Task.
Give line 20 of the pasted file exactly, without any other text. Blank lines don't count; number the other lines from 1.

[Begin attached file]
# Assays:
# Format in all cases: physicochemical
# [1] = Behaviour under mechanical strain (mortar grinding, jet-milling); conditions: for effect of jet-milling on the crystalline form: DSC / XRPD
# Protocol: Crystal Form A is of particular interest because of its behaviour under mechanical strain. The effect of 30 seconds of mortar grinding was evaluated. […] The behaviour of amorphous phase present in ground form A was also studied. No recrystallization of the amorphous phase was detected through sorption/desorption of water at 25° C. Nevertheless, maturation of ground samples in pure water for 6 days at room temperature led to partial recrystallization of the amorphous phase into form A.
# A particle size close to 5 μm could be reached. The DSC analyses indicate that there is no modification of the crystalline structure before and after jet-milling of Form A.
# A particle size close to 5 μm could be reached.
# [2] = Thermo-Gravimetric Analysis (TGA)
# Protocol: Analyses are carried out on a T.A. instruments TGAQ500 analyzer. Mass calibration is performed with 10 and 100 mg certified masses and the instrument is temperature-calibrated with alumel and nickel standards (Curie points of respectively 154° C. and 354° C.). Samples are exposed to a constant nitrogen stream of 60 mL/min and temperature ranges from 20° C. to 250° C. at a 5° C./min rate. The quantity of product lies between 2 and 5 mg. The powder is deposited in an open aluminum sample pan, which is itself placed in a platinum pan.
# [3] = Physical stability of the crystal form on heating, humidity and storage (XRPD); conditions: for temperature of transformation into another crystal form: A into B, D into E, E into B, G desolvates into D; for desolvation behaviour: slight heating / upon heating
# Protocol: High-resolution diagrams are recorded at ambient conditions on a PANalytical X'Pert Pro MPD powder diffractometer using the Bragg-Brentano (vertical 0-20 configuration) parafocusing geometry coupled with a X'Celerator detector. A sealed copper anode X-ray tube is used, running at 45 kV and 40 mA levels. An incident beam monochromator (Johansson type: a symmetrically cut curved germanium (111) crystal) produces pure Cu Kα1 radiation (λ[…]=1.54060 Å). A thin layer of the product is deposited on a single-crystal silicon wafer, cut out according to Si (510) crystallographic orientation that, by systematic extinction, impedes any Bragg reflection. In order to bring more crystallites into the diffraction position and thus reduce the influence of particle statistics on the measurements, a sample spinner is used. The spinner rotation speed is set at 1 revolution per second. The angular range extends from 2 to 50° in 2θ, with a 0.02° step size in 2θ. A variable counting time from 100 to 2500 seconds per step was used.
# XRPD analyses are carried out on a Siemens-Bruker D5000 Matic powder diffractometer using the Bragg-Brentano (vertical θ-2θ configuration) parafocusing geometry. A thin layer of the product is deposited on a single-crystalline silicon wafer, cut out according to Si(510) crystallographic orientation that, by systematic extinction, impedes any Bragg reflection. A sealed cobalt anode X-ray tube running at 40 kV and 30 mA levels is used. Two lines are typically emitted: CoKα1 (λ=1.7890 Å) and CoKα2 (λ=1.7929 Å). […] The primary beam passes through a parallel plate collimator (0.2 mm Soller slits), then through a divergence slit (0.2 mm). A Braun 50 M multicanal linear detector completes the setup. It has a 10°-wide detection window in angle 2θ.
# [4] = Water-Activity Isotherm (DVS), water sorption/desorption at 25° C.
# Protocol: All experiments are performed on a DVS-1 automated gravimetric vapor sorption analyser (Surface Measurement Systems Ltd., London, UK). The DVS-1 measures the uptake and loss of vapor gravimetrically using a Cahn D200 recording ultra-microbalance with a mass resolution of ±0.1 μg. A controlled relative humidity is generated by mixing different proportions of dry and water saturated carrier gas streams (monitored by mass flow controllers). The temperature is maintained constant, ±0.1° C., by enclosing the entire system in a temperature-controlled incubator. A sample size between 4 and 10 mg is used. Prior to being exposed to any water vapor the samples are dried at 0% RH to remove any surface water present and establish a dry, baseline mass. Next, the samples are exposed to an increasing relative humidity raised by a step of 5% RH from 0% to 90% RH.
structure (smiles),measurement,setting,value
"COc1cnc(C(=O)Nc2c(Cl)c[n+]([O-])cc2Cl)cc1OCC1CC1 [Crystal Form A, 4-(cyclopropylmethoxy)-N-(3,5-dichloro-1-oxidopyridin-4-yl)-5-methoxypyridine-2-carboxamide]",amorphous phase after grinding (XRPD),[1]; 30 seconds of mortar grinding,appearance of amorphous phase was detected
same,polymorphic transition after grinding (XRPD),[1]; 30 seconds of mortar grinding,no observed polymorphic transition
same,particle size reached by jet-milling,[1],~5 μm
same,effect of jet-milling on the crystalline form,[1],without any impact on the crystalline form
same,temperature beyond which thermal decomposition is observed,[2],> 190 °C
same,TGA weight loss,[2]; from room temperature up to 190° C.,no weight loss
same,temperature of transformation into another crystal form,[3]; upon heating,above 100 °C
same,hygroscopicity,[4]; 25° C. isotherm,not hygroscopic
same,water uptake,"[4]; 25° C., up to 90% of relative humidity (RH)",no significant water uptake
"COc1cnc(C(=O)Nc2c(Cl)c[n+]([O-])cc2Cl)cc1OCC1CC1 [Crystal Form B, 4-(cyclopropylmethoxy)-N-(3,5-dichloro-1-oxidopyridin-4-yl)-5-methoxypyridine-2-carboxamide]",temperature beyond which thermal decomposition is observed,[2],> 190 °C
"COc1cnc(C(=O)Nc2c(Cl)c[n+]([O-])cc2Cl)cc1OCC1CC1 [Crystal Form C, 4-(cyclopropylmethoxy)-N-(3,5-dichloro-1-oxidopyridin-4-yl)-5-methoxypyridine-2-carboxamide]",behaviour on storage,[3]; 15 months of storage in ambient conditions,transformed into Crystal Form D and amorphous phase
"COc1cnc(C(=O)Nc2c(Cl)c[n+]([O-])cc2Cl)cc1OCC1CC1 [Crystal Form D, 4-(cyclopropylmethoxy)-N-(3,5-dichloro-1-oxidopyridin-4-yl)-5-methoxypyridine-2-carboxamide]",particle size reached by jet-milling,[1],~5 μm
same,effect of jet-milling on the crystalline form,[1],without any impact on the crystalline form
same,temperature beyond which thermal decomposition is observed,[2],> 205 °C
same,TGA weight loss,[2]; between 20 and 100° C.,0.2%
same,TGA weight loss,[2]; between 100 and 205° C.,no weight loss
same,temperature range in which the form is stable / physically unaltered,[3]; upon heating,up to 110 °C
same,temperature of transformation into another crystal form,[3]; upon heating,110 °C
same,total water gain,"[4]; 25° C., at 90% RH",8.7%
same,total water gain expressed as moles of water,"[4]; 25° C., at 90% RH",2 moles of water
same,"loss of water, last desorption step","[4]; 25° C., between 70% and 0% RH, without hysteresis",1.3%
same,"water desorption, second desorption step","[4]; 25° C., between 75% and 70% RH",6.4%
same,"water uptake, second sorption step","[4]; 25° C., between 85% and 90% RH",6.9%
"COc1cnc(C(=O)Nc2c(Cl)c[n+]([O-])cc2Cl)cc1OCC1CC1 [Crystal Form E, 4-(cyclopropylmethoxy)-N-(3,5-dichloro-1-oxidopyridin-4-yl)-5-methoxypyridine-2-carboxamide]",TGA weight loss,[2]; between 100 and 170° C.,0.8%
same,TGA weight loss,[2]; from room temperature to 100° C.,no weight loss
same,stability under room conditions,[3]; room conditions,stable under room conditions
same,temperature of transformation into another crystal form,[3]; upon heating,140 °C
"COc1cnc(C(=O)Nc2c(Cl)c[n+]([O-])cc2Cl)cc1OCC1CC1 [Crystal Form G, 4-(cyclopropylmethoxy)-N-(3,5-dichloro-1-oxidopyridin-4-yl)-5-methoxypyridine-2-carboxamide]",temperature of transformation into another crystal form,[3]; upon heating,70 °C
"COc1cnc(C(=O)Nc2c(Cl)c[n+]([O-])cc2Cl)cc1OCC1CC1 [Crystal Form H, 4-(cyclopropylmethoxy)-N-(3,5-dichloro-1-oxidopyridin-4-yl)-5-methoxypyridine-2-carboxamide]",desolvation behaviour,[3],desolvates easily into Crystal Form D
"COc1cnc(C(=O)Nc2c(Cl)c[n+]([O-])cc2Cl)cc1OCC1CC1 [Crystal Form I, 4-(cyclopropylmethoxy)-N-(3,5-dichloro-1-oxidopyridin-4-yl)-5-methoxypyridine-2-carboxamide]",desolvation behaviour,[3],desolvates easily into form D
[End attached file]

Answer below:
same,TGA weight loss,[2]; from room temperature up to 190° C.,no weight loss